A few weeks ago I was invited to dine at a famously scenic restaurant in Austin. I was ushered into a beautiful room overlooking the lake. My vantage point, one of the top stories of a multi-tiered establishment, also gave me a view of several crowded tables below me. One gave me pause. It was party of ten, apparently a family plus a couple of friends. They were enjoying appetizers and beverages as sunset approached…and eight of them were bent over their smart phones for many long minutes. I admonished them in my mind, then caught myself in a similar crime just days later.
- When was the last time you looked at your smart phone?
- When was the last time you looked someone in the eye?
- And do you ever call someone, hoping to get their voicemail so you can just leave a message?
We have allowed ourselves to become broadly connected, yet at the same time oddly isolated. Is this shyness? An enslavement to efficiency? Just a bad habit?
Romans 12:13b is exquisitely direct. “Practice hospitality.” There was a time when I thought hospitality meant simply opening one’s home and serving cookies. (More about that in a later blog.) A bit of research has extended my understanding. Here are a few more detailed definitions.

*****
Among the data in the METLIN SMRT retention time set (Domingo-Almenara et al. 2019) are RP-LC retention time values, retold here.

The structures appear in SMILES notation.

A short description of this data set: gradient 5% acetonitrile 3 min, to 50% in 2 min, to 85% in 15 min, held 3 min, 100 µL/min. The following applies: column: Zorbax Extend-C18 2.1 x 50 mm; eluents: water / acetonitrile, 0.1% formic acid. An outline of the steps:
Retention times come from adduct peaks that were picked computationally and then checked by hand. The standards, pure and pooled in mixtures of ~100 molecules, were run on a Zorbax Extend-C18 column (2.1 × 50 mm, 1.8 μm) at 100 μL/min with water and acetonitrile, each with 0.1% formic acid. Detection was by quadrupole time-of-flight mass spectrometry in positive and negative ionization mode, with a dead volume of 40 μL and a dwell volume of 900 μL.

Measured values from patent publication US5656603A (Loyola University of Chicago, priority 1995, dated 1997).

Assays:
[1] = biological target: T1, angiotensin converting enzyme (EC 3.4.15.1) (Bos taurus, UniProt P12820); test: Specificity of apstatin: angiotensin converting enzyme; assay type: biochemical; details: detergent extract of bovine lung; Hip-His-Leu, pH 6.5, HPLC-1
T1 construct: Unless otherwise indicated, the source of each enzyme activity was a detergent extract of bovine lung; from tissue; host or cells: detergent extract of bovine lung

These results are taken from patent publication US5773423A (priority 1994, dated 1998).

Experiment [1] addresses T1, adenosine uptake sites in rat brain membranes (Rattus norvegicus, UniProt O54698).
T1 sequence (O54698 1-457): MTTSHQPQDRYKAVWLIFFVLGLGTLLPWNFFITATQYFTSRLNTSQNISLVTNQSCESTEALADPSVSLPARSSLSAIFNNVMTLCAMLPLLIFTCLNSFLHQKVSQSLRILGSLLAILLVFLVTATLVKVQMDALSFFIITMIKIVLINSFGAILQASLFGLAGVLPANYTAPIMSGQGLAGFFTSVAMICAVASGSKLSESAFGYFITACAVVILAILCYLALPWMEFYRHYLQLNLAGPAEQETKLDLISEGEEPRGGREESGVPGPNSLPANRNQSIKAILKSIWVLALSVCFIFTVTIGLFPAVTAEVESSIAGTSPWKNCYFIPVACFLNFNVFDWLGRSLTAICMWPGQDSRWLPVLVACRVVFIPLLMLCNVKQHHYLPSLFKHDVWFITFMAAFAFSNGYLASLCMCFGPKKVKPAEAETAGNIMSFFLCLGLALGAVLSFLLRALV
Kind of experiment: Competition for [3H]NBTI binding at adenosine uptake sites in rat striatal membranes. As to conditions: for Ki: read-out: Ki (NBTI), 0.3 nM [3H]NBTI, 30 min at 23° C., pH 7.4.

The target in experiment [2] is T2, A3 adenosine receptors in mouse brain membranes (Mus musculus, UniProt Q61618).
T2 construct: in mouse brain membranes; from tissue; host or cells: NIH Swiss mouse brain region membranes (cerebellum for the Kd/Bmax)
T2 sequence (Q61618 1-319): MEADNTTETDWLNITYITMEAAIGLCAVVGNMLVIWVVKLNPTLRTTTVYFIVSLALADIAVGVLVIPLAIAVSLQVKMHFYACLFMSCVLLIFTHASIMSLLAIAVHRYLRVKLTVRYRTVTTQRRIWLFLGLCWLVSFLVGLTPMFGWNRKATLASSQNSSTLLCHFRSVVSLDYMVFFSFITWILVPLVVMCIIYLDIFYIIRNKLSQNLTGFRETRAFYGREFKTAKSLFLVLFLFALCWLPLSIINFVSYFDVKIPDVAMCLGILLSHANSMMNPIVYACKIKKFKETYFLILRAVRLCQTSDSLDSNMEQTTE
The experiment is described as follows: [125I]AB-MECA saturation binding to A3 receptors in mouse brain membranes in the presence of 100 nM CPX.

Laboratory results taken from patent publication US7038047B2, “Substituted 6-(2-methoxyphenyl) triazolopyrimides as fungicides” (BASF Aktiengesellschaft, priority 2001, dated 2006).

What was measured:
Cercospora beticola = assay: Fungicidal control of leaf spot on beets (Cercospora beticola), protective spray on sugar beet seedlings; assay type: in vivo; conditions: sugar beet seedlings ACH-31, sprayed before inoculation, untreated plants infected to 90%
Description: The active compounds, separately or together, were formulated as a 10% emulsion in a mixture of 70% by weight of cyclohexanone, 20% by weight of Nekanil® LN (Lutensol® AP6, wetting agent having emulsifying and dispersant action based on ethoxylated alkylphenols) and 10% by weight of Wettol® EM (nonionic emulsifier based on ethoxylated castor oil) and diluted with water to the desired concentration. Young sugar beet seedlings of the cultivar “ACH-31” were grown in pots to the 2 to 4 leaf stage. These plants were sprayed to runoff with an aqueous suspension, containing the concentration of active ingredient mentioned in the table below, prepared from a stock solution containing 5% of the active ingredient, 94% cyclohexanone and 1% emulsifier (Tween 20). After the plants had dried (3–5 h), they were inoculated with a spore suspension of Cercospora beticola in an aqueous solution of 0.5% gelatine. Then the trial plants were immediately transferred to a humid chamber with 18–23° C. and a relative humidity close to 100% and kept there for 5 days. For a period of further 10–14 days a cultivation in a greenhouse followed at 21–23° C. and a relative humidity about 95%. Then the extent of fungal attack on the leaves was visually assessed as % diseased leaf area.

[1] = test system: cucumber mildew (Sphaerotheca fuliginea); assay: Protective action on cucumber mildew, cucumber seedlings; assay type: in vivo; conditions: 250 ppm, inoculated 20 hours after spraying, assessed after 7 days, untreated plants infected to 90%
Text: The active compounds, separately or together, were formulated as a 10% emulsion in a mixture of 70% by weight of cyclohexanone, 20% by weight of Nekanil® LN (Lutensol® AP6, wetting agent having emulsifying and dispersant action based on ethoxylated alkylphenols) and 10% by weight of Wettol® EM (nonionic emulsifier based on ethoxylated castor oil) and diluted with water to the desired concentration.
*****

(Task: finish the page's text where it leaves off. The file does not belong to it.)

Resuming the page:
- The generous reception and entertainment of guests.
- A relationship between a guest and host, in which the host received the guest with goodwill.
- Showing respect for one’s guests, treating them as equals.
Reception, relationship, and respect all speak to our definite and deliberate focus on another person. In Matthew 18:20, Jesus said, “Where two or three gather in my name, there am I with them.” The gathering of believers is a sacred thing. What do we miss when we are distracted? And if we are gathered with those who do not know the Lord, what does our distraction say to them about their worth?
Furthermore, children may be heavily impacted by the number of words spoken to them in their early years. How much has that volume been reduced by the constant pull of a smart phone screen?
Focus. Attention. Concentration. These can be difficult to maintain in our swirling culture. But they are gifts we can give to those around us. They are gifts I think our Lord would have us mete out with generosity. They are a part of hospitality. Will you join me in a renewed effort to be fully present at the table–or at the office, or in the kitchen or…? Let me know how it goes. And if you discover tips that help you pay attention, I hope you’ll share them here.